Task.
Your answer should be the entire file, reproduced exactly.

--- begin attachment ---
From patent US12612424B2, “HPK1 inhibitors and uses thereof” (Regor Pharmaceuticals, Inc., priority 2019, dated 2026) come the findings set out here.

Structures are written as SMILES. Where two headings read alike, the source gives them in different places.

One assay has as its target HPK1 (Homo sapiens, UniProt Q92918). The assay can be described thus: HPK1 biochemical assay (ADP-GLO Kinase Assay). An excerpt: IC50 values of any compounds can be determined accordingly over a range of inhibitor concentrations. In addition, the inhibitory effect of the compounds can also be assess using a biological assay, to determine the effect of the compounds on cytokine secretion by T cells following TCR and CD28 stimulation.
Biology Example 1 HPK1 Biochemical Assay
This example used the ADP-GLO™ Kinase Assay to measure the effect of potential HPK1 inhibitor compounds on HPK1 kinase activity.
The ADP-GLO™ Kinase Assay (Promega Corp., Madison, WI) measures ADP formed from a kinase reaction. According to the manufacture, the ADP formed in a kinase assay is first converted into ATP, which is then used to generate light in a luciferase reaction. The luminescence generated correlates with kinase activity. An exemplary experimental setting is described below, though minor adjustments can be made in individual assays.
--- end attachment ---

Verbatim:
From patent US12612424B2, “HPK1 inhibitors and uses thereof” (Regor Pharmaceuticals, Inc., priority 2019, dated 2026) come the findings set out here.

Structures are written as SMILES. Where two headings read alike, the source gives them in different places.

One assay has as its target HPK1 (Homo sapiens, UniProt Q92918). The assay can be described thus: HPK1 biochemical assay (ADP-GLO Kinase Assay). An excerpt: IC50 values of any compounds can be determined accordingly over a range of inhibitor concentrations. In addition, the inhibitory effect of the compounds can also be assess using a biological assay, to determine the effect of the compounds on cytokine secretion by T cells following TCR and CD28 stimulation.
Biology Example 1 HPK1 Biochemical Assay
This example used the ADP-GLO™ Kinase Assay to measure the effect of potential HPK1 inhibitor compounds on HPK1 kinase activity.
The ADP-GLO™ Kinase Assay (Promega Corp., Madison, WI) measures ADP formed from a kinase reaction. According to the manufacture, the ADP formed in a kinase assay is first converted into ATP, which is then used to generate light in a luciferase reaction. The luminescence generated correlates with kinase activity. An exemplary experimental setting is described below, though minor adjustments can be made in individual assays.